Posts tagged with "Tarantulas"

Creepy crawlies: If you live here, prepare to see thousands of tarantulas

August 6, 2021

Catching an unexpected glimpse of a daddy longlegs spider in your home can make even folks who’d barely call themselves arachnophobes jump. A wolf spider sighting outdoors can frighten even the most intrepid explorers. And encountering a hairy tarantula can cause virtually anyone to freeze up.

Unfortunately for folks of one particular area of the United States, there’s about to be an influx of not just a few or a few hundred, but thousands of tarantulas in the very near future, Best Life reports.

Starting in August, Colorado—particularly the southeastern part of the state—will see a sudden uptick in its tarantula population.

The sudden influx of thousands of tarantulas, which typically begins between late August and September, according to the Colorado State University College of Agricultural Sciences (via The Gazette), is part of the arachnids’ annual migration.

For the Aphonopelma vogelae tarantula, more frequently found in the southwestern portions of the state, migration peaks in October.

But take heart: While seeing thousands of tarantulas descend on your area may be disconcerting, their presence is typically short-lived.

According to the Colorado State University College of Agricultural Sciences, following their migration, the tarantulas are active for a short period of time, but “all normally perish within a couple of months.”

And you won’t be the only one watching where you walk and sit. The Colorado-based tarantula migration isn’t the only major shift in habitats these furry arachnids may be making this year, however.

According to Christopher Vitek, PhD, an associate professor of biology at The University of Texas Rio Grande Valley during their mating season between March and October, tarantulas frequently emerge from their usual habitats in states including Arizona, Arkansas, California, Colorado, Kansas, Louisiana, Missouri, Nevada, New Mexico, Oklahoma, Texas, and Utah.

While tarantulas are unlikely to do harm to most humans, it’s wise to give them a wide berth if you encounter one in the wild.

“Their venom is of no medical significance, and contrary to popular belief, nobody has ever died from such a bite; most people compare the bite to that of a bee sting and experience no lasting ill-effects other than mild to moderate pain and slight swelling at the site of the bite,” Brent Hendrixson, PhD, chair of biology at Millsaps College, recently told Best Life.

Hendrixson says that if you do find a tarantula somewhere it shouldn’t be—inside your home, for example—and don’t feel comfortable picking it up, gently coax it into a jar with a soft-ended object like a paintbrush and remove it from the premises.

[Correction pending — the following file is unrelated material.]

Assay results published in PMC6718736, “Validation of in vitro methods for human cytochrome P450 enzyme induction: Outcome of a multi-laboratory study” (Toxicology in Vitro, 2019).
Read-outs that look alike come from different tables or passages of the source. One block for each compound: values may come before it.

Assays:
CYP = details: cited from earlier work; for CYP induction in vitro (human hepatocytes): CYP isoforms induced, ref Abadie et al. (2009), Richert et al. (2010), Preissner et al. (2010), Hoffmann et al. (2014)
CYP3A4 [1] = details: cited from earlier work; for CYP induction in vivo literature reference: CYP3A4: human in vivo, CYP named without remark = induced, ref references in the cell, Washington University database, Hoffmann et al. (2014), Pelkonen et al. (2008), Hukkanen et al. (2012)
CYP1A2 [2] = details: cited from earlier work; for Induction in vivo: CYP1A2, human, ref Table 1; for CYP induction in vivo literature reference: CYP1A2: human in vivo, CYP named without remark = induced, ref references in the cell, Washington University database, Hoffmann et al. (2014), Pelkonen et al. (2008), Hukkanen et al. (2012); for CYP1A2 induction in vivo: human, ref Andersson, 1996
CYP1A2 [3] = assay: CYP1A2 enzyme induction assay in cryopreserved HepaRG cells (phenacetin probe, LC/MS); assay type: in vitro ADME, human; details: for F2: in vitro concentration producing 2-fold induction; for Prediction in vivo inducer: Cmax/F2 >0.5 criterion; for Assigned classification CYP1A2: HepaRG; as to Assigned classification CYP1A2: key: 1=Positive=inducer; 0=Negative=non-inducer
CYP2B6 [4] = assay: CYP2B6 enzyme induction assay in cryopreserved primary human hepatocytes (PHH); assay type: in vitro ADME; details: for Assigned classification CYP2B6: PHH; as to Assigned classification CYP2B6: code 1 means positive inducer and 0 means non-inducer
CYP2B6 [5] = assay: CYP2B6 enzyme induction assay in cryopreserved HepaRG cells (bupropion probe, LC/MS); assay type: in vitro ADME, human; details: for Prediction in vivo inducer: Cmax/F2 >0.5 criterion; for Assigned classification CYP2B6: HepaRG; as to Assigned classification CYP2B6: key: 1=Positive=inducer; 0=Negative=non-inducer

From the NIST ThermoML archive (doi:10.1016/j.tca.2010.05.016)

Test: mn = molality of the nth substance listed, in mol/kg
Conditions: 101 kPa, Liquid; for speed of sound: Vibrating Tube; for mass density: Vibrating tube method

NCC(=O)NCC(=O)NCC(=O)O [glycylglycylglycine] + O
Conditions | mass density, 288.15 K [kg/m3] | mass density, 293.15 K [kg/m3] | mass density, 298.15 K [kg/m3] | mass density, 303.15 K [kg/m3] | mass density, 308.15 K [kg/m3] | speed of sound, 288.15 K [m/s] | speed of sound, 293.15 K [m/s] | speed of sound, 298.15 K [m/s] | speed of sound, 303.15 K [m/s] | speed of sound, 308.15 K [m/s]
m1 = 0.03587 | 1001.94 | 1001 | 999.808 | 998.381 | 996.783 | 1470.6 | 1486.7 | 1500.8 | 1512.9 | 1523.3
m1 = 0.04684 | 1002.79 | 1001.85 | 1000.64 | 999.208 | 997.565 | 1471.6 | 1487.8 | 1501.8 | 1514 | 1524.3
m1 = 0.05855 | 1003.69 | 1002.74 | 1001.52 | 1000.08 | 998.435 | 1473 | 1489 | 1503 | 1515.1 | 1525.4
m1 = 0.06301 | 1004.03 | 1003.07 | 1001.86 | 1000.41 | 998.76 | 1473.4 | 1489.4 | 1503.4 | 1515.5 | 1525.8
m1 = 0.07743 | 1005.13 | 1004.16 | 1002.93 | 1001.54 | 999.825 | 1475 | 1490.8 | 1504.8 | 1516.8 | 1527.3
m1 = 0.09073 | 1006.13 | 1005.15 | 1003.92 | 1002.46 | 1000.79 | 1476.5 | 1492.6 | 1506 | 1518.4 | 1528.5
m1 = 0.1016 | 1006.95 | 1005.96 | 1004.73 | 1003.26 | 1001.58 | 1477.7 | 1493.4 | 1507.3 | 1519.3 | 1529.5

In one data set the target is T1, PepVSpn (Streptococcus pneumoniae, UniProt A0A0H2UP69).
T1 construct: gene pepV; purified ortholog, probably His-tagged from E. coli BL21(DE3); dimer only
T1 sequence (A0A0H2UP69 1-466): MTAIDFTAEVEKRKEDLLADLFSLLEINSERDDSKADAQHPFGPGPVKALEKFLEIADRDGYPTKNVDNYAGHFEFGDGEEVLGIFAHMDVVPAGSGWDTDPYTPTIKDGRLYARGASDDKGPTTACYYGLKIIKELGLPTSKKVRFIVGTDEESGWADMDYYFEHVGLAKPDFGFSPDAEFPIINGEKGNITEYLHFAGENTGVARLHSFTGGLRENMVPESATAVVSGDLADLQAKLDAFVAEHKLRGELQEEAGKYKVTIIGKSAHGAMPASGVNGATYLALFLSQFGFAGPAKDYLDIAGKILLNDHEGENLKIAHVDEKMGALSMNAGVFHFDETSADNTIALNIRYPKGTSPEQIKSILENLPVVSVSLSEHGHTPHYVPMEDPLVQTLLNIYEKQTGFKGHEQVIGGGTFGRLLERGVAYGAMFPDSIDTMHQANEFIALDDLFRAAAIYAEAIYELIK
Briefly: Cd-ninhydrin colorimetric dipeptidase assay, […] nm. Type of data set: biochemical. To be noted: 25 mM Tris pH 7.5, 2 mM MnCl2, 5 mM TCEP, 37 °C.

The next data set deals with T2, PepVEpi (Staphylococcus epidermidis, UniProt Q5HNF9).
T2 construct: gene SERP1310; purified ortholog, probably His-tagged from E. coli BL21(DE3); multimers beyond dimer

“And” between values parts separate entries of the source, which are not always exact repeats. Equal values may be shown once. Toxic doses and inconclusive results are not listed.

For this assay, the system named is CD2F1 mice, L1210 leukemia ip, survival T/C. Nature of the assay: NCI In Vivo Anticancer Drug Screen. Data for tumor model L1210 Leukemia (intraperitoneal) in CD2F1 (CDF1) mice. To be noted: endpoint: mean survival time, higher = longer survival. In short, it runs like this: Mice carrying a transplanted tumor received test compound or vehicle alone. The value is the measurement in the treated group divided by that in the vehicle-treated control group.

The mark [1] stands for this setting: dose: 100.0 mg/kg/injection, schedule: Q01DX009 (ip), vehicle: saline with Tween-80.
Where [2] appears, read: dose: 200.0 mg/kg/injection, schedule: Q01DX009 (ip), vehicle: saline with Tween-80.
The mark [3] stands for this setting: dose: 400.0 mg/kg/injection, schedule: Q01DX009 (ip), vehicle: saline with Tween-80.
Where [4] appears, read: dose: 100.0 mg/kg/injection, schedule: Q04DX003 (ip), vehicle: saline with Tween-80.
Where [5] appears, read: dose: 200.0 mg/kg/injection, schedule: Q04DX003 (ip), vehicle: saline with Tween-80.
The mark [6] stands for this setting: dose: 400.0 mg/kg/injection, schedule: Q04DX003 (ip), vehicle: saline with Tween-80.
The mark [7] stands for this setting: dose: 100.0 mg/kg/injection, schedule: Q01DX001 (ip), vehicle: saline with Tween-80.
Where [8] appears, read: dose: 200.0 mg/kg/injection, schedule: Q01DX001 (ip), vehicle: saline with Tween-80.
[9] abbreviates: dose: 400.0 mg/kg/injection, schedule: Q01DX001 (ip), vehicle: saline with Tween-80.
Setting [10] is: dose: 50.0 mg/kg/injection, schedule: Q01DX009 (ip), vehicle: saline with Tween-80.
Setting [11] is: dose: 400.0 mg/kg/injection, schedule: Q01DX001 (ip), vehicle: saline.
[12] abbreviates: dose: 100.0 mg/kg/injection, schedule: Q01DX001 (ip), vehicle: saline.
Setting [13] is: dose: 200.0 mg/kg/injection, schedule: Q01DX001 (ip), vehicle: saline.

Research contact: @bestlife

Should pigs fly? New DOT rules would allow only service animals

January 23, 2020

Airlines would no longer be required to accommodate emotional support animals under new federal rules proposed January 22 that seek to rein in passengers who try to bring their pets on-board, The Chicago Tribune reports.

The U.S. Department of Transportation says it “wants to ensure that individuals with disabilities can continue using their service animals while also reducing the likelihood that passengers wishing to travel with their pets on aircraft will be able to falsely claim their pets are service animals.”

According to the Tribune, federal laws currently require airlines to permit passengers with disabilities to travel with service and emotional support animals in the cabin, although support animals don’t have to have the specialized training service animals receive. Unlike pets, service and support animals fly at no added fee.

U.S. airlines already have started tightening rules for emotional support animals over the past couple of years, citing an increase in problems with animals such as miniature horses, peacocks, and tarantulas in the cabin.

Transportation officials said last year they were working on new rules for service animals. Under the proposal, which must undergo a public comment phase before being finalized, airlines wouldn’t be required to treat emotional support animals differently than a household pet. They also wouldn’t be required to transport service animals other than dogs.

The proposal would define a service animal as a dog “individually trained to do work or perform tasks for the benefit of a person with a disability, “ the Tribune reports. Psychiatric service animals would have the same requirements as other service animals.

The carriers also would be able to limit passengers to two service animals that fit within the traveler’s foot space on the aircraft.

In addition, the news outlet notes, airlines would be allowed to require passengers to submit forms developed by the transportation department—attesting to the animal’s good behavior, health, and ability to either not relieve itself or do so in a sanitary way on long flights.

Finally, carriers could require travelers with service animals to check in an hour before other passengers to allow time to process the animal’s documents, DOT said.

Research contact: @chicagotribune